In lieu of an abstract, here is a brief excerpt of the content:

Reviewed by:
  • A Tale of Two Plantations: Slave Life and Labor in Jamaica and Virginia by Richard S. Dunn
  • John N. Blanton (bio)

Slavery, Jamaica, Virginia, Barham family, Tayloe family, Slave labor, Economics of slavery

A Tale of Two Plantations: Slave Life and Labor in Jamaica and Virginia. By Richard S. Dunn. (Cambridge, MA: Harvard University Press, 2014. Pp. 552. Cloth, $39.95.)

A Tale of Two Plantations was conceived four decades ago, when Richard Dunn began systematically analyzing two remarkably detailed sets of plantation records—the papers of the Barham family, owners of Mesopotamia, a large sugar plantation in Jamaica, and the Tayloe family papers, [End Page 410] which contain records pertaining to Mount Airy, a tobacco plantation in Virginia. Working primarily from these records, Dunn, a renowned scholar of early American history, reconstructs the demographic patterns, family structures, labor regimes, and social contexts that shaped the lives of over 2,000 enslaved men, women, and children in the final generations of slavery. Bringing his analytical prowess and obvious mastery of the source base to bear, Dunn has produced a nuanced portrait of slave life and work patterns worthy of his decades of scholarly labor.

The central pivot of A Tale of Two Plantations is the demographic contrast between the Barham and Tayloe estates. Dunn argues that high mortality on West Indian sugar plantations and the natural increase of Virginia’s enslaved population resulted in “two radically different slave systems” (73). His reconstruction of enslaved life at Mesopotamia (1762–1834) and Mount Airy (1792–1865) illustrates that Jamaican sugar estates quite literally worked their enslaved laborers to death, requiring regular infusions of new slaves; Virginia plantations, however harsh, were far less deadly. This difference shaped every facet of life at Mesopotamia and Mount Airy. Largely because of its high mortality rates, few stable family units formed at Mesopotamia, and those that did received inadequate provisions and produced few healthy children. Interracial sex was common, and Dunn even suggests that some enslaved women may have sought out liaisons with white men since, in Jamaica’s racially stratified society, the children of such unions might be spared from field labor or manumitted. In contrast, the Tayloes supported the formation of stable nuclear families. Although such support did not prevent the breakup of enslaved families, the Tayloes recognized slave marriages created a productive and tight-knit community at Mount Airy. So powerful were these bonds of kinship, Dunn argues, that some slaves may even have looked forward to their transportation to Alabama cotton plantations where they would be reunited with distant family members.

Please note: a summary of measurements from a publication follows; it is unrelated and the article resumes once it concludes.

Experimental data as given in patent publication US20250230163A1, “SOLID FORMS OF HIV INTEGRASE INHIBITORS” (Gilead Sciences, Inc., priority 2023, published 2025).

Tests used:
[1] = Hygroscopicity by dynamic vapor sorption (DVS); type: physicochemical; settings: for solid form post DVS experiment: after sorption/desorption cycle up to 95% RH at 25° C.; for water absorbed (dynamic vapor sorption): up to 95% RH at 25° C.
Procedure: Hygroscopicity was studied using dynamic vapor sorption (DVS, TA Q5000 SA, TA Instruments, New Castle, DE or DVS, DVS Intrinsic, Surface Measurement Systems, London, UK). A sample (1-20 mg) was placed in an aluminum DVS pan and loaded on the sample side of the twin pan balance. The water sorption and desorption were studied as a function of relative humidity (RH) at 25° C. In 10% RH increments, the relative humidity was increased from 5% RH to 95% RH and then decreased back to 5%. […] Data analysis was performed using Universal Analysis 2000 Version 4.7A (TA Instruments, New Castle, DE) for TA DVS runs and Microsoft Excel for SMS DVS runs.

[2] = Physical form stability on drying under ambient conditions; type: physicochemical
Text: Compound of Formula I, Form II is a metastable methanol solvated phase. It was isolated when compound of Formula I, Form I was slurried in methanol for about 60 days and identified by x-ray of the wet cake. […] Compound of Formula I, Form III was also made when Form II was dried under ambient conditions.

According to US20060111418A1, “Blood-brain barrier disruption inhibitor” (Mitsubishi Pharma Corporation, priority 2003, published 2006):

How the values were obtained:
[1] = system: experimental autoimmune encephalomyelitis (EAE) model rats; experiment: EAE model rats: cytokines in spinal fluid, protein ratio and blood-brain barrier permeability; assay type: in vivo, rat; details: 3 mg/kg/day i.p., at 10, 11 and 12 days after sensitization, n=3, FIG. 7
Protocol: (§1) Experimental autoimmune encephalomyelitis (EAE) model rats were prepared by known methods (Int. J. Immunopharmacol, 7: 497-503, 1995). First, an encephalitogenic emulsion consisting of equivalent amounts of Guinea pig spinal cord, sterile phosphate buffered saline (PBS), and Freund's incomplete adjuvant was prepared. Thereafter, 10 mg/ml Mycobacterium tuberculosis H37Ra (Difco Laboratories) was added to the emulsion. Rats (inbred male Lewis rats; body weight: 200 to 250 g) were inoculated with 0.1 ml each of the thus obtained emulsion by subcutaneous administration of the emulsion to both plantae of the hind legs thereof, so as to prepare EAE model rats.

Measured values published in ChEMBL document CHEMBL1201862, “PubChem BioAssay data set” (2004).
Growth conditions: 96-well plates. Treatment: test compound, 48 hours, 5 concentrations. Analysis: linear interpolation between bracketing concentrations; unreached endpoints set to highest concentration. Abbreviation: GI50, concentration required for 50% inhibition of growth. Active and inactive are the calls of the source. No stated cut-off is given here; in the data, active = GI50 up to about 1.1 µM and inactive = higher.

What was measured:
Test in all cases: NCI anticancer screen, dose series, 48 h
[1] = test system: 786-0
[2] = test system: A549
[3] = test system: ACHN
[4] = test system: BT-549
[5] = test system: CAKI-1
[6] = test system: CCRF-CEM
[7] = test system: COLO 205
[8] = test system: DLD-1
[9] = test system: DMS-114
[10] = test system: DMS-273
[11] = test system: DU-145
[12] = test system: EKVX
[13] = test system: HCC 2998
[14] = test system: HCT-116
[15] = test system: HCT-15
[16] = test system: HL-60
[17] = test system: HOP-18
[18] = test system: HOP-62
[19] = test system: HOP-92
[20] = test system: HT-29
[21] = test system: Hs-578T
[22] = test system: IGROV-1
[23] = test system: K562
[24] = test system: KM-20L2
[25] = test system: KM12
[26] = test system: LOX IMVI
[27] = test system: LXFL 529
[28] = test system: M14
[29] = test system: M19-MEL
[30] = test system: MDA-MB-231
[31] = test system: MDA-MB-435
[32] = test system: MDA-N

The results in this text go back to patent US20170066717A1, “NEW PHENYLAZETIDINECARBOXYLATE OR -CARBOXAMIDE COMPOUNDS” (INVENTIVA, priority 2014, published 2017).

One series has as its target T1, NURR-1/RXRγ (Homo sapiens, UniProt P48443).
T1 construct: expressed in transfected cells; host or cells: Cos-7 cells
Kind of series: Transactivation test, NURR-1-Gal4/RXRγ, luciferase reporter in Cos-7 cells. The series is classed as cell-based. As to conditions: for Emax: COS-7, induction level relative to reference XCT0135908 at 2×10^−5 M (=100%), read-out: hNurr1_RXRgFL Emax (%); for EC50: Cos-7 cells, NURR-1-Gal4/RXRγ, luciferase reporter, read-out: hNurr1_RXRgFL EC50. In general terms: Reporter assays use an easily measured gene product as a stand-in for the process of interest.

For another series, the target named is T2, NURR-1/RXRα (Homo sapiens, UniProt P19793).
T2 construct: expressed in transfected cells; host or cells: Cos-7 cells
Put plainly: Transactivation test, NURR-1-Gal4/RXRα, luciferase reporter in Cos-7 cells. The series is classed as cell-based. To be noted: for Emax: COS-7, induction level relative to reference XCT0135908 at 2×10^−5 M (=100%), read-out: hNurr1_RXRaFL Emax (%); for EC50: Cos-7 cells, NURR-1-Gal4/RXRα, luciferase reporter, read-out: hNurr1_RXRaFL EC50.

The Tayloes’ recognition of enslaved families was not a benign act, however, for they were the source of Mount Airy’s most valuable commodity—more slaves. The sale of twenty-six slaves in 1816, for example, made John Tayloe III nearly as much money as Mount Airy’s annual wheat crop. Stable families also supported the diversification of the Mount Airy labor pool, and many children followed their parents into skilled labor. When fresh lands opened up for exploitation in the 1830s, then, the Tayloes were well equipped to reallocate a diverse workforce to their new Alabama cotton plantations. This ability to quickly move [End Page 411] laborers from Virginia to the Black Belt made the Tayloes extremely wealthy. Mesopotamia was also profitable, but not as a result of demographic health. Instead, high mortality made Mesopotamia’s enslaved laborers little more than “disposable cogs in a machine” in the eyes of their absentee owners (73). Access to the slave trade allowed the Bar-hams to compensate for high mortality, and Mesopotamia generated substantial profits well into the nineteenth century. Even when Joseph Foster Barham II stopped buying new slaves from Africa in 1792, in what Dunn describes as a poor business move, Mesopotamia remained productive.

The profitability of the Barham and Tayloe plantations came to a crashing halt with emancipation, however, and Dunn clearly illustrates the many challenges and opportunities brought by abolition. Abolition obviously played out quite differently in the West Indies and the United States, but once freed from the onerous restrictions of a slave society, former slaves in both locations sought to reconstitute families...


Additional Information

Print ISSN
pp. 410-414
Launched on MUSE
Open Access
Back To Top

This website uses cookies to ensure you get the best experience on our website. Without cookies your experience may not be seamless.